Drug-screening tool maker IonGate Bio raises €4.6M — IonGate Biosciences, a Frankfurt, Germany, developer of tools for drug screening, raised €4.6 million ($6.7 million) in a third funding round. Investors included Heidelberg Innovation and KfW (Kreditanstalt für Wiederaufbau).
IonGate, whose slogan appears to be “Measure More Membrane,” focuses on the study of proteins embedded in cell membranes, particularly “transport” proteins that move molecules of various sorts in and out of cells. The company’s tools allow drug companies to observe the activity of these proteins, apparently in order to determine whether particular drug candidates activate them in order to make their way into the cell interior.
The company plans to use the funding to expand its international operations, especially in the U.S. The company formed a U.S. subsidiary in December, and plans to build out distribution channels here in order to market its surface-protein analysis technology.
Protein-drug maker Molecular Partners gets $5M up front in Centocor deal — Zurich’s Molecular Partners, a biotech developing drugs based on a new class of binding proteins, struck a partnership with J&J’s Centocor unit (PDF link) that yielded the startup a $5 million upfront payment. The collaboration will focus on Molecular’s work with DARPins — the acronym stands for designed ankyrin repeat proteins, in case you were curious — that the company is currently developing as potential anti-inflammatory drugs.
Molecular will receive additional undisclosed cash for research and licensing fees, as well as royalty payments for any drugs that result from the collaboration. We covered their technology — which is interesting, but may also have serious drawbacks relative to monoclonal antibodies, which is Centocor’s specialty — in more detail here (fifth item).
ProtaGen takes in €1M for protein biochips — ProtaGen, a Dortmund, Germany, provider of protein-analysis tools, raised €1 million ($1.5 million — PDF link) in an interim financing. Investors included MIG, Co KG Beteiligungsfonds 3, S-Venture
Capital Dortmund and Kreditanstalt für Wiederaufbau (KfW).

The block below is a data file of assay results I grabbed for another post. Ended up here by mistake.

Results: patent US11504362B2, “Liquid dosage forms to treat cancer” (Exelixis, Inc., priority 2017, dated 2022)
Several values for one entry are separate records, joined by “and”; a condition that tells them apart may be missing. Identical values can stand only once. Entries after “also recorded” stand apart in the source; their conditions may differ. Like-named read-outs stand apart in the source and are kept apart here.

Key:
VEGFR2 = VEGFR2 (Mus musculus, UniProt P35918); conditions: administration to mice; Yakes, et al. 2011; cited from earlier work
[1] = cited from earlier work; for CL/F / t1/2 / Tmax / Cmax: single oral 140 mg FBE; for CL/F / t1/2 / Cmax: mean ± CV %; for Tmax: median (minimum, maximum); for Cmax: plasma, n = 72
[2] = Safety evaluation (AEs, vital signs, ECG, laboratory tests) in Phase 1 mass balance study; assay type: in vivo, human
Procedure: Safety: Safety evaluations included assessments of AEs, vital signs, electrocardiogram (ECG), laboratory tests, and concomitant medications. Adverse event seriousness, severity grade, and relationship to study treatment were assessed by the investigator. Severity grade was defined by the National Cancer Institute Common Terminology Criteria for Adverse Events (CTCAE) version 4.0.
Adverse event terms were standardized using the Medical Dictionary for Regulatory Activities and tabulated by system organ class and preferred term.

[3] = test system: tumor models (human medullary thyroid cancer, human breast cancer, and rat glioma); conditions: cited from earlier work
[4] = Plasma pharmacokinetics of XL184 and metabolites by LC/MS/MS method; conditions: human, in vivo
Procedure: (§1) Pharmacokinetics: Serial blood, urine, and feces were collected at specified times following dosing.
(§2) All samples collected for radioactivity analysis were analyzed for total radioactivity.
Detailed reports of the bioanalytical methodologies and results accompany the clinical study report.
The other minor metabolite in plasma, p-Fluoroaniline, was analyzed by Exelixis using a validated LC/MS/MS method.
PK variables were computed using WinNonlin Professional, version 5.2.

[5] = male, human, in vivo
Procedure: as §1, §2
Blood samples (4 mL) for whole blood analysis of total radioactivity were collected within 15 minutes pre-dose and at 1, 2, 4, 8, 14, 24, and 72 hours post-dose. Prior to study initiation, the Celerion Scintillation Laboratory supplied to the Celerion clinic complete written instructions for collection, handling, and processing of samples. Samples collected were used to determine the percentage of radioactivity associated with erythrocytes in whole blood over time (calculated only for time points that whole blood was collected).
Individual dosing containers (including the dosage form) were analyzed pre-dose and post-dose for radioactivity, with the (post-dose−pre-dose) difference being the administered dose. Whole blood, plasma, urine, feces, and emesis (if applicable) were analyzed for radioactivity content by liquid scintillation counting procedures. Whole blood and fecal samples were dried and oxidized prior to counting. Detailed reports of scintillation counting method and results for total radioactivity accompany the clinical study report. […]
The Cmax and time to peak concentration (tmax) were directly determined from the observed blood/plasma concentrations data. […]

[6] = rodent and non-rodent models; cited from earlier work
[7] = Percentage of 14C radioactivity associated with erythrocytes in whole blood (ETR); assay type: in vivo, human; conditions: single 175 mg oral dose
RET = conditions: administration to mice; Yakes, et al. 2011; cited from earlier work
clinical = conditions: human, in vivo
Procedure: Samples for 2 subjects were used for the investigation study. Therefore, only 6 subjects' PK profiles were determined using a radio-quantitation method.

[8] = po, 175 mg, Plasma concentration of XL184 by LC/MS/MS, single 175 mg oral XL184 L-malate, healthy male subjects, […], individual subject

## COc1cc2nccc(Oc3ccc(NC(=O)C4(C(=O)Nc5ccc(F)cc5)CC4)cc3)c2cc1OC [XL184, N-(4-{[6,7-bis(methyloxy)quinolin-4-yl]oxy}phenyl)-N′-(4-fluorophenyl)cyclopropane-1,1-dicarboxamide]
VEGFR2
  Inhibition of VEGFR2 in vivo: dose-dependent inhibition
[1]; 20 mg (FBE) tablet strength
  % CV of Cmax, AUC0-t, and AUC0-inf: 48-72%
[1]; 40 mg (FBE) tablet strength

The funding will allow the company to expand its development and sales of protein biochips, which enable relatively quick identification and analysis of proteins from biological samples. Such chips might one day be useful as diagnostic tools, although for now they are mostly used to find and “validate” proteins that might serve as “biomarkers” for the presence or progress of disease. ProtaGen is also working on its own diagnostics for Alzheimer’s disease and various inflammatory conditions.
China’s Sundia MediTech, a contract research organization raises second round — Sundia MediTech, a Shanghai contract-research startup founded by U.S. biopharmaceutical veterans, raised an undisclosed second funding round. Sundia didn’t disclose the identities of its investors beyond noting that first-round participant IDG Ventures was also involved in this funding.
Sundia’s press release makes for some amusing reading, and not just because it seems to have been written by someone with a relatively poor grasp of English. The statement is mostly devoted to extolling Sundia’s “excellent reputation” and “phenomenal growth,” not to mention the difficulty it has had beating investors off with a stick. For instance, there’s this:
One month later, Wuxi Pharmatech from the same city had a very successful IPO at New York Stock Exchange as the first Chinese CRO company to go public. Suddenly, CRO became a hot area for all investors to look for opportunities. ”Wuxi’s IPO definitely brought more investors to us”, the company’s CFO Dr. Beijia Yu recalled, ”We did have a difficult time to handle all requests from VCs, PEs and investment bankers for meetings to discuss investment possibility. The response to our fund raise from the investors was overwhelming.”
Maybe they deserve it — it’s difficult to say from here, and of course, it’s not as if U.S. startups don’t sometimes toot their own horn a bit loudly. Still, it’s an interesting example of the different cultural norms at play in a Chinese company.
Vital-signs implant maker Transoma Medical sets IPO terms, aims for $78M — Transoma Medical, a St. Paul, Minn., medical-device maker, set its IPO terms and now hopes to raise as much as $77.6 million. The company intends to price its shares between $14 and $16.
Transoma makes implantable devices that monitor patient vital signs. We previously covered them here.